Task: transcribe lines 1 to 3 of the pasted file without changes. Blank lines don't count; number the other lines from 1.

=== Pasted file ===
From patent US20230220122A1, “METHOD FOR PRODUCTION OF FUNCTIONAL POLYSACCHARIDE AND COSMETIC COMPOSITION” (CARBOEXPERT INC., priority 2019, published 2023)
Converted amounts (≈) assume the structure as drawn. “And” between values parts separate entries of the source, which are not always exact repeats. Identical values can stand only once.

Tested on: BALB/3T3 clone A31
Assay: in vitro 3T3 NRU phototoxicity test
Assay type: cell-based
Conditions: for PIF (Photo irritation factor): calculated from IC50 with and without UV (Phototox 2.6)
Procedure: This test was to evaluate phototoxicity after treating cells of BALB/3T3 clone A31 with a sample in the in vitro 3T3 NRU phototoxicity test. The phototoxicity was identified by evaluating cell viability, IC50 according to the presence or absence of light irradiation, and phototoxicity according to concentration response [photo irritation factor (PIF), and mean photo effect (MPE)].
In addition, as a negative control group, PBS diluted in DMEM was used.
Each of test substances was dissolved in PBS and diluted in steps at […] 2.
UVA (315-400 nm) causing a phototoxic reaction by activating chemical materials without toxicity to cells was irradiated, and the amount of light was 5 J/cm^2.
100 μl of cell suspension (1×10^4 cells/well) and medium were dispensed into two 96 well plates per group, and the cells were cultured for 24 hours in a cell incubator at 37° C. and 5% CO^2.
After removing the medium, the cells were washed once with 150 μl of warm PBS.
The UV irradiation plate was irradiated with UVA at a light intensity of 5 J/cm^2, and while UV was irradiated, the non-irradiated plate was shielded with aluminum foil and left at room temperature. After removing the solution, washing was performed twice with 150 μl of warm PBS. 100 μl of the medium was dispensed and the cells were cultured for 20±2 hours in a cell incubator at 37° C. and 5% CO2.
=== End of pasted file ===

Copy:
From patent US20230220122A1, “METHOD FOR PRODUCTION OF FUNCTIONAL POLYSACCHARIDE AND COSMETIC COMPOSITION” (CARBOEXPERT INC., priority 2019, published 2023)
Converted amounts (≈) assume the structure as drawn. “And” between values parts separate entries of the source, which are not always exact repeats. Identical values can stand only once.

Tested on: BALB/3T3 clone A31